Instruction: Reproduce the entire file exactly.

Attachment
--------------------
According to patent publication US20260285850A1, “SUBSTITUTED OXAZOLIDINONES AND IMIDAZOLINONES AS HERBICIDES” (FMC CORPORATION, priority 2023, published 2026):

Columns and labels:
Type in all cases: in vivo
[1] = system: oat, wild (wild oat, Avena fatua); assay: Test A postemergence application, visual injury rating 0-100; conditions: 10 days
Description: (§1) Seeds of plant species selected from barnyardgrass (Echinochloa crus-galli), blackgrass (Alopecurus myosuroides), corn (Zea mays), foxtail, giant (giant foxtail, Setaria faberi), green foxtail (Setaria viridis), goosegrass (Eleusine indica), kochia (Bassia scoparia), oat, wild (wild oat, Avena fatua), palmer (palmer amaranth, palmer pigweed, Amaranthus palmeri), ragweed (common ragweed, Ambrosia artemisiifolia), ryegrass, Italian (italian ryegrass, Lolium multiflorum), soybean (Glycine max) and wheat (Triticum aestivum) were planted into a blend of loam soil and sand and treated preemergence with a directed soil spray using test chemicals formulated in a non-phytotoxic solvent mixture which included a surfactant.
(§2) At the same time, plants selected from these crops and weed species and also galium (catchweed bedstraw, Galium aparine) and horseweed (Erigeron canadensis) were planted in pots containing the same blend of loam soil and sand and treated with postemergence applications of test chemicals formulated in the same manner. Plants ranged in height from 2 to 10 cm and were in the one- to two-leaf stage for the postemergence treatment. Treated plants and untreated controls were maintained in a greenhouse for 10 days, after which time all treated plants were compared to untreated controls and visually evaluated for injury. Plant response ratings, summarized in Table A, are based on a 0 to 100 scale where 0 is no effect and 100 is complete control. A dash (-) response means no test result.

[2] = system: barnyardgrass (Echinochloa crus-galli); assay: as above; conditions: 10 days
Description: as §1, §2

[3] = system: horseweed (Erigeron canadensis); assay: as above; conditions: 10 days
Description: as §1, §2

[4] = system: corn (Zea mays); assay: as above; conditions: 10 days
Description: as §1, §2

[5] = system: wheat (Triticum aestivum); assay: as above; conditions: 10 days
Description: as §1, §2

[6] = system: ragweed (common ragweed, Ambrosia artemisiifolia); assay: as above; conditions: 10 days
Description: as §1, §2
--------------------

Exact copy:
According to patent publication US20260285850A1, “SUBSTITUTED OXAZOLIDINONES AND IMIDAZOLINONES AS HERBICIDES” (FMC CORPORATION, priority 2023, published 2026):

Columns and labels:
Type in all cases: in vivo
[1] = system: oat, wild (wild oat, Avena fatua); assay: Test A postemergence application, visual injury rating 0-100; conditions: 10 days
Description: (§1) Seeds of plant species selected from barnyardgrass (Echinochloa crus-galli), blackgrass (Alopecurus myosuroides), corn (Zea mays), foxtail, giant (giant foxtail, Setaria faberi), green foxtail (Setaria viridis), goosegrass (Eleusine indica), kochia (Bassia scoparia), oat, wild (wild oat, Avena fatua), palmer (palmer amaranth, palmer pigweed, Amaranthus palmeri), ragweed (common ragweed, Ambrosia artemisiifolia), ryegrass, Italian (italian ryegrass, Lolium multiflorum), soybean (Glycine max) and wheat (Triticum aestivum) were planted into a blend of loam soil and sand and treated preemergence with a directed soil spray using test chemicals formulated in a non-phytotoxic solvent mixture which included a surfactant.
(§2) At the same time, plants selected from these crops and weed species and also galium (catchweed bedstraw, Galium aparine) and horseweed (Erigeron canadensis) were planted in pots containing the same blend of loam soil and sand and treated with postemergence applications of test chemicals formulated in the same manner. Plants ranged in height from 2 to 10 cm and were in the one- to two-leaf stage for the postemergence treatment. Treated plants and untreated controls were maintained in a greenhouse for 10 days, after which time all treated plants were compared to untreated controls and visually evaluated for injury. Plant response ratings, summarized in Table A, are based on a 0 to 100 scale where 0 is no effect and 100 is complete control. A dash (-) response means no test result.

[2] = system: barnyardgrass (Echinochloa crus-galli); assay: as above; conditions: 10 days
Description: as §1, §2

[3] = system: horseweed (Erigeron canadensis); assay: as above; conditions: 10 days
Description: as §1, §2

[4] = system: corn (Zea mays); assay: as above; conditions: 10 days
Description: as §1, §2

[5] = system: wheat (Triticum aestivum); assay: as above; conditions: 10 days
Description: as §1, §2

[6] = system: ragweed (common ragweed, Ambrosia artemisiifolia); assay: as above; conditions: 10 days
Description: as §1, §2